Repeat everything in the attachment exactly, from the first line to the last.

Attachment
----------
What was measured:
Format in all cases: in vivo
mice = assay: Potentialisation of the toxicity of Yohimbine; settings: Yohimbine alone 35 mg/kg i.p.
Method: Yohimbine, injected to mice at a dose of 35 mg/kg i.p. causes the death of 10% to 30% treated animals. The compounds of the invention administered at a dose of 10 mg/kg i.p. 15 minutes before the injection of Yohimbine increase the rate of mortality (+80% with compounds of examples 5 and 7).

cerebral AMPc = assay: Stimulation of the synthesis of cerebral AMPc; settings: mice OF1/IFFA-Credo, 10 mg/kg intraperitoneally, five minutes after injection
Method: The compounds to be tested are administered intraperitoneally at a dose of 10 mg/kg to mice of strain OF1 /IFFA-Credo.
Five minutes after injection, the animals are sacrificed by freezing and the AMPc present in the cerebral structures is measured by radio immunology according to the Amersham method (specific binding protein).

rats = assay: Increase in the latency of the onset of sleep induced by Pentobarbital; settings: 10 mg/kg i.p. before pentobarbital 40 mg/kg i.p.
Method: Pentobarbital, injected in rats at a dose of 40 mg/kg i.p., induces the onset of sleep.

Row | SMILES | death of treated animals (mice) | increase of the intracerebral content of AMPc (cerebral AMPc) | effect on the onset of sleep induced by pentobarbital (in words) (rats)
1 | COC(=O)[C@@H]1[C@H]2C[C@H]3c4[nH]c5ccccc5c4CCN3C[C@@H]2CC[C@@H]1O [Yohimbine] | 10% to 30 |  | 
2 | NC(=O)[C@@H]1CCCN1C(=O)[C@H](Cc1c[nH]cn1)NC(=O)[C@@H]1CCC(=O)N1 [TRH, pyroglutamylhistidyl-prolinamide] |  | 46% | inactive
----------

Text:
What was measured:
Format in all cases: in vivo
mice = assay: Potentialisation of the toxicity of Yohimbine; settings: Yohimbine alone 35 mg/kg i.p.
Method: Yohimbine, injected to mice at a dose of 35 mg/kg i.p. causes the death of 10% to 30% treated animals. The compounds of the invention administered at a dose of 10 mg/kg i.p. 15 minutes before the injection of Yohimbine increase the rate of mortality (+80% with compounds of examples 5 and 7).

cerebral AMPc = assay: Stimulation of the synthesis of cerebral AMPc; settings: mice OF1/IFFA-Credo, 10 mg/kg intraperitoneally, five minutes after injection
Method: The compounds to be tested are administered intraperitoneally at a dose of 10 mg/kg to mice of strain OF1 /IFFA-Credo.
Five minutes after injection, the animals are sacrificed by freezing and the AMPc present in the cerebral structures is measured by radio immunology according to the Amersham method (specific binding protein).

rats = assay: Increase in the latency of the onset of sleep induced by Pentobarbital; settings: 10 mg/kg i.p. before pentobarbital 40 mg/kg i.p.
Method: Pentobarbital, injected in rats at a dose of 40 mg/kg i.p., induces the onset of sleep.

Row | SMILES | death of treated animals (mice) | increase of the intracerebral content of AMPc (cerebral AMPc) | effect on the onset of sleep induced by pentobarbital (in words) (rats)
1 | COC(=O)[C@@H]1[C@H]2C[C@H]3c4[nH]c5ccccc5c4CCN3C[C@@H]2CC[C@@H]1O [Yohimbine] | 10% to 30 |  | 
2 | NC(=O)[C@@H]1CCCN1C(=O)[C@H](Cc1c[nH]cn1)NC(=O)[C@@H]1CCC(=O)N1 [TRH, pyroglutamylhistidyl-prolinamide] |  | 46% | inactive